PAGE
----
Two Autograph Letters signed by Robin Gandy to Donald Bayley following the Death of Alan Turing
University College, Leicester, No Publisher.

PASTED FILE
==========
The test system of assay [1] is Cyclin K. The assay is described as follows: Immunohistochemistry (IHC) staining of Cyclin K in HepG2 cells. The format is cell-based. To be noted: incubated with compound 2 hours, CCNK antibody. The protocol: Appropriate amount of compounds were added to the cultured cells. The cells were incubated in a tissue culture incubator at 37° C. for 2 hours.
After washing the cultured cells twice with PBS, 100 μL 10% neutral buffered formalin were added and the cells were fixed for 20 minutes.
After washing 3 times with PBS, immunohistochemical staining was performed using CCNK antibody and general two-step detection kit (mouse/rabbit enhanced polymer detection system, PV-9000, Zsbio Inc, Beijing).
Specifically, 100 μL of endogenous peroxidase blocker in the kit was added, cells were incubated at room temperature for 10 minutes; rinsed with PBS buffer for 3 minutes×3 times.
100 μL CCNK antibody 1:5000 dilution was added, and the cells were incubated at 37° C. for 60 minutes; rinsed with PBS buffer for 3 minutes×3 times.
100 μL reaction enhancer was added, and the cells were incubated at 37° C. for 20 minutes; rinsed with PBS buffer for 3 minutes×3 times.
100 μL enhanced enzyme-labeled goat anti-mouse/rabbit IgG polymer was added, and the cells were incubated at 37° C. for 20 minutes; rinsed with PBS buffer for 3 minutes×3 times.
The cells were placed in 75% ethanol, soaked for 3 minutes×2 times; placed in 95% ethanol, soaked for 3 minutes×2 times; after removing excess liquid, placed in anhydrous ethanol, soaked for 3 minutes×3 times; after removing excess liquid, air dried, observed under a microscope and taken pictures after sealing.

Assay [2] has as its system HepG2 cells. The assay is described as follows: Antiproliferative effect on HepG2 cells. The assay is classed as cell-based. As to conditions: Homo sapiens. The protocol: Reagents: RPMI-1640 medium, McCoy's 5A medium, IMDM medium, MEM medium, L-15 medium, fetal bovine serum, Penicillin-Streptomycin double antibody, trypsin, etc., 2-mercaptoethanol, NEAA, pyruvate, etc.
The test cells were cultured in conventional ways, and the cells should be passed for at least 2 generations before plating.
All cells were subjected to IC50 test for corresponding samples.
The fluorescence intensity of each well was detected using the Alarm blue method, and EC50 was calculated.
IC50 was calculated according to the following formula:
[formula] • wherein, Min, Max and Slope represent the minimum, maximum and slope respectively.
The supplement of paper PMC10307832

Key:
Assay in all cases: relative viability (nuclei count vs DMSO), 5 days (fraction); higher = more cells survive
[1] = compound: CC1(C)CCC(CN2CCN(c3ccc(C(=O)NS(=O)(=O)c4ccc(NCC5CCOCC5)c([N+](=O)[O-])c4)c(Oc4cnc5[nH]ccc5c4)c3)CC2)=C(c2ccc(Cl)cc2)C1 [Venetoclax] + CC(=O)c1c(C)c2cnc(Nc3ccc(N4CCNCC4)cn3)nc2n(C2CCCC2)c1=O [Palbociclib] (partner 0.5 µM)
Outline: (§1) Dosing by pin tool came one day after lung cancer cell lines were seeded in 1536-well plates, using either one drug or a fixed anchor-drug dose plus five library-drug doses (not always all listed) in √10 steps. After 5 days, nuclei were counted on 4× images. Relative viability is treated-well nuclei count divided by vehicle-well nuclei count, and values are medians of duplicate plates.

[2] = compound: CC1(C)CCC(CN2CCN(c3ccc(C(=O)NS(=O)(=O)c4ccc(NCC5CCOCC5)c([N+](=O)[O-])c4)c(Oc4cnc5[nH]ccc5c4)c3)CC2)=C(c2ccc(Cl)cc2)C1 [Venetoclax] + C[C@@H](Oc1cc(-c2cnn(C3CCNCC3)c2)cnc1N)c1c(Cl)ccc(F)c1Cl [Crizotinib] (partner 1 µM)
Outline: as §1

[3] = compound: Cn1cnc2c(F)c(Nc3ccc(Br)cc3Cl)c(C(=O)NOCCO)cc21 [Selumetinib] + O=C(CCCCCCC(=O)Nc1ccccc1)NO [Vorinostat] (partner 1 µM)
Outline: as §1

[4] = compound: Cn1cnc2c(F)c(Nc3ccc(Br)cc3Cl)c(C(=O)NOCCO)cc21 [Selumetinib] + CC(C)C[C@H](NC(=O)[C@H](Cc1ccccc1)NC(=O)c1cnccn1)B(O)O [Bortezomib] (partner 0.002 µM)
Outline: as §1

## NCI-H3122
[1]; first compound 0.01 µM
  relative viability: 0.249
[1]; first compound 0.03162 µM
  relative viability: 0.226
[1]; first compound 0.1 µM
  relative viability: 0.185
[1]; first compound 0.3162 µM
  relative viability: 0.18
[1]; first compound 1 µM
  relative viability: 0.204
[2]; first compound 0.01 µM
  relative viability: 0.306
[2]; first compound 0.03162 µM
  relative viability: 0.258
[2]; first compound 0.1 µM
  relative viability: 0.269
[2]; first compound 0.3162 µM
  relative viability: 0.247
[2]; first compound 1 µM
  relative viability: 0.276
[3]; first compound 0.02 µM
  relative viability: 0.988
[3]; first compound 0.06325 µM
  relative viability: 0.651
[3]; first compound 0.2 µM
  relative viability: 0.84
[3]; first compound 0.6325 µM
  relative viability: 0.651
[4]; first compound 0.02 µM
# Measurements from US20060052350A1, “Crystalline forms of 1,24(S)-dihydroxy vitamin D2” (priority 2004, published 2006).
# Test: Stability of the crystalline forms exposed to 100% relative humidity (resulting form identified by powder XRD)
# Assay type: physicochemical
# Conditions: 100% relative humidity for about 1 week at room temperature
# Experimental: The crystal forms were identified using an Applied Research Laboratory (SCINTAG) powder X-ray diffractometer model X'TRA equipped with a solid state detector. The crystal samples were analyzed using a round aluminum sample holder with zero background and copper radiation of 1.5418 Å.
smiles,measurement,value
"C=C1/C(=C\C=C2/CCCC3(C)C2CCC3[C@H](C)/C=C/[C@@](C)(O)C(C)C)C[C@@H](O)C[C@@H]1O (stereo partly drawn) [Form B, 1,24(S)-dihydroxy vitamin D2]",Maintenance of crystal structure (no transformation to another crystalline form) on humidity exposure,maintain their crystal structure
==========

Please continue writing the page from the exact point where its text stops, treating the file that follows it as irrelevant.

Two Autograph Letters signed by Robin Gandy to Donald Bayley. First letter, four pages 8vo and two pages 4to, University College, Leicester, "Wednesday" [16, 23 or 30 June 1954]. Written shortly after Turing's death, expressing Gandy's shock at the news and his belief that it was probably accidental ("...I stayed with him the previous week and so feel fairly sure that there was no new particular trouble..."), going onto describe various chemical experiments Turing was undertaking at home ("...a typical expression of Alan's desire to make things for himself. When I was there he had made some quite respectable caustic soda... Also I noticed among the bottles of bought chemicals that there was some potassium cyanide..."), and giving three possible explanations for his state of mind ("...1. That he had determined to pretty well give up sex... 2. He was beginning to be disappointed by the lack of clear cut results from the analysis... 3. Perhaps an effect of the psychoanalysis was to bring on an irrational despair..."), ending by notifying him of Turing's bequests ("...I inherit his books and manuscripts..."), hoping to find someone to prepare Turing's work on fir cones for publication and asking him if there are "...any books or things you would like...". Second letter one page 4to" [16, 23 or 30 June 1954]; written in faded red ink, thanking him for his letter of October and enclosing "the bible" [not present here], mentioning "...I have passed on your version of the invention of 'ACE' to Newman so my myth won't be repeated in the Royal Society obituary!..." In these recently discovered and unpublished letters, Robin Gandy (1919-1995), Turing's great friend, colleague and executor, writes in response to a letter from Donald Bayley, written on 14 June 1954, just one week after Alan Turing was found dead, seemingly from suicide by cyanide poisoning. Gandy's letter reflects the bewilderment and shock experienced by those who knew Turing best. The inquest into Turing's death found for the verdict of suicide, citing as indicators that Turing had recently drawn up a will and had also been undertaking experiments to manufacture cyanide. A newspaper report of their findings is included. Gandy's opinion on the verdict is less clear cut ("...I can't say this couldn't be so, though I rather doubt it..."), something which chimes with the opinion of his close friends and his mother, Sara, who was convinced the death was accidental, but nevertheless accepted the verdict. Gandy had spent a happy weekend with Turing just the week before, and he found Turing's mental health much improved, especially since attending sessions with his psychoanalyst Franz Greenbaum ("...he found it increasingly easy to recount – with much humorous detail – his sagas. In fact he struck me as rather more settled than usual..."). Gandy does, however, offer three possible reasons for a disturbed state of mind, despite Turing being at a high point in his career. Bayley and Gandy had become lifelong friends whilst working with Alan Turing at Hanslope Park during the war. Gandy shared a cottage with Turing and the three men spent VE Day together. Bayley's letter to Gandy, which prompted this reply, is held in the Turing Archive at King's College, Cambridge (AMT/A/5). In it he asks Gandy for his thoughts on what might have happened: '...I thought at first he was in trouble again...' Bayley writes, '...Even if so, he knew we would support him as we had before. It's a complete mystery to me because he did enjoy life so much – apart from that one aspect...', going on to say that although he hadn't seen Turing since the previous October, when they had spent a weekend together in Wilmslow, they had exchanged Christmas cards ('... I thought of him a lot and I shall miss him terribly...'). Gandy's reference to "the bible" could possibly refer to Turing's copy of Jahnke and Emde's Tables of Functions, which Bayley had chosen as a keepsake from Turing's effects. Donald Bayley (1921-2020), electrical engineer and collaborator of Alan Turing during the Second World War on the 'Delilah' project, a functioning portable speech-encryption system.